Beyond Rosie the Riveter: Women's Contributions During World War II


Although often understated, the social, economic, and political contributions of American women have all had profound effects on the course of this nation. For evidence of this, one needs to look no further than the many roles that women have played during wartime. From the Revolutionary War's "Molly Pitcher" to the thousands of women serving the United States military today, women have not only had a direct impact on the conflicts of their times but have also successfully transformed such experiences into opportunities for future generations. Never was this more apparent than during World War II. From 1941 to 1945, more than 200,000 women served in the United States military, while over six million flooded the American workforce. Furthermore, countless women—single and married—supported the Allied war effort through activities like civic campaigning and rationing.

Many American students are aware that women played a role in the Second World War. Unfortunately this knowledge is often limited only to images of "Rosie the Riveter" and the wives and mothers left to manage households on their own. This lesson is designed to introduce and promote an interest in the many essential roles that women carried out during World War II and how they did so with great success. The driving force of this lesson is a student project entitled "The Faces of War" (see both Activity Three and the Extension Activity of this lesson for further details).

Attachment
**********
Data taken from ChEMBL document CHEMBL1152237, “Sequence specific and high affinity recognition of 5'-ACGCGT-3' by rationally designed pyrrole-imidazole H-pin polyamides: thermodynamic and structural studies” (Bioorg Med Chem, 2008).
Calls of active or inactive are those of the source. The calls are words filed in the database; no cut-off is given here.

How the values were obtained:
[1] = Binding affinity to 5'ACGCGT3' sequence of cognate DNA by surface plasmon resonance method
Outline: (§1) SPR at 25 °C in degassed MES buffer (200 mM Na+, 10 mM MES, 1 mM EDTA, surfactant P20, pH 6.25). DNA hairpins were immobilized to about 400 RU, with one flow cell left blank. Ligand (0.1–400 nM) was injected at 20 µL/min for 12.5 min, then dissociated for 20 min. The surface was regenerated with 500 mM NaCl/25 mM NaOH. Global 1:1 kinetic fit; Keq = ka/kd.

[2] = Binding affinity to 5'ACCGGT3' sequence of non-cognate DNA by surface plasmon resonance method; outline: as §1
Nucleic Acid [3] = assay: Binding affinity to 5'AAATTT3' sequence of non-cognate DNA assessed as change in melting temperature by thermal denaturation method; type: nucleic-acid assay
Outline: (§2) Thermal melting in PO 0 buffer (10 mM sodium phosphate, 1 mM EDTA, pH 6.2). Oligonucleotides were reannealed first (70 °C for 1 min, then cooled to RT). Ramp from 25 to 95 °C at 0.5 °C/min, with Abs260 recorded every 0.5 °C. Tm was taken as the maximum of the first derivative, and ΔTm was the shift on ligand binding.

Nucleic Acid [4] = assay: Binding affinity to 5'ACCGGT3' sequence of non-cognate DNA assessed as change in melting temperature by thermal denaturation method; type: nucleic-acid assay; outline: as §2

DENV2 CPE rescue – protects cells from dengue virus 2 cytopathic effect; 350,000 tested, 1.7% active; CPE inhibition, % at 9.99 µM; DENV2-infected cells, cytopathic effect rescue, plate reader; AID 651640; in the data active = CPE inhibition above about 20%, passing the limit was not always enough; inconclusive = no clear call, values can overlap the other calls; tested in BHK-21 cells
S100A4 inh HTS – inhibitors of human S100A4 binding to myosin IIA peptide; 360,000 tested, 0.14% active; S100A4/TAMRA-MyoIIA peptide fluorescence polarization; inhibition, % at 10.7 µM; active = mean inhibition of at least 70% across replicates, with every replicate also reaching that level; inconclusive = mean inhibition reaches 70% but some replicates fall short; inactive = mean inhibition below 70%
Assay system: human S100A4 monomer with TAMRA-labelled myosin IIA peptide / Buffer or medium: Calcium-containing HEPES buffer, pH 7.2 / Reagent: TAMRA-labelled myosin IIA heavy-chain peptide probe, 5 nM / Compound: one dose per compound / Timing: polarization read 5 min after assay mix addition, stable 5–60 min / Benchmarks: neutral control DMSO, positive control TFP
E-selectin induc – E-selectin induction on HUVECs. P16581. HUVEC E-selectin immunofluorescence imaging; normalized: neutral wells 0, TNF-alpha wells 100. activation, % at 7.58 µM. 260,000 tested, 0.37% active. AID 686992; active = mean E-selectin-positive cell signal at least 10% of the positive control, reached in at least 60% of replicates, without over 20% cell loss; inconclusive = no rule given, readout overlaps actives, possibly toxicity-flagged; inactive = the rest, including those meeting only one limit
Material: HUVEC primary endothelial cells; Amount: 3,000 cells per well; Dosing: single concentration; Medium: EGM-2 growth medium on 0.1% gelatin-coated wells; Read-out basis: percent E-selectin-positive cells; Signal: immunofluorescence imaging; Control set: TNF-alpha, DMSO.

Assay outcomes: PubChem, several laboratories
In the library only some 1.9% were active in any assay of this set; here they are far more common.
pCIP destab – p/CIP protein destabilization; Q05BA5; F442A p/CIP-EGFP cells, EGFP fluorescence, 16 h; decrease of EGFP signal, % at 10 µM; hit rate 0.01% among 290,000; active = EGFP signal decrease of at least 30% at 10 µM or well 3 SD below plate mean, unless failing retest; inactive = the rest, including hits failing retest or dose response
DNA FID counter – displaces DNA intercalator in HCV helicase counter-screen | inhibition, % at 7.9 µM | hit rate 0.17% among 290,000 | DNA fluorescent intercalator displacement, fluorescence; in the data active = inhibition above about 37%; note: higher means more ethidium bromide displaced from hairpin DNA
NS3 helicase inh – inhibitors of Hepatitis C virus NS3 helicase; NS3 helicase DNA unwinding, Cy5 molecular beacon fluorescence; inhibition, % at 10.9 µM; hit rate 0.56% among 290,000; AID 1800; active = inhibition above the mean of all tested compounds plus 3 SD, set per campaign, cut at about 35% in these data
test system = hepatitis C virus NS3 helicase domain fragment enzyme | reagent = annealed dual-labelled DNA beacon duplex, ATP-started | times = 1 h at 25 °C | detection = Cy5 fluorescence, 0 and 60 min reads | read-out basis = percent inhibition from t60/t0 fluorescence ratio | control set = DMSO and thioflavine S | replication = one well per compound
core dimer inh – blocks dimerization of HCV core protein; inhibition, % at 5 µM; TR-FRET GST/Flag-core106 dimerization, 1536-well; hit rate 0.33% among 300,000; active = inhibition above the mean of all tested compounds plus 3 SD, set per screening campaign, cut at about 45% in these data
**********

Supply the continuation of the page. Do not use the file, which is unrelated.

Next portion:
• Students will build a comprehensive understanding of the many ways that American women contributed to the war effort during World War II.
  • Students will gain an understanding of how women's efforts during World War II marked significant changes in the American economy, politics, and the military.
  • Students will explore and analyze a number of primary and secondary sources as well as multimedia resources.
  • Students will apply the knowledge gained in this lesson to the development of a fictional character they create for an assigned project.
  • Students will enhance their ability to research historical documents and texts throughout the development of their project.


Lesson Activities

Activity One: Rosie

After distributing lyrics of the World War II-era song, "Rosie the Riveter," the teacher should play the song for the students and instruct them to follow along with the words. The following websites will prove extremely helpful:

  • "Rosie the Riveter" (scroll down to the "California Song Series" on this page, which provides a fifty-second explanation of the emergence of women in the workplace and a three-minute rendition of the song "Rosie the Riveter").
  • Lyrics to "Rosie the Riveter"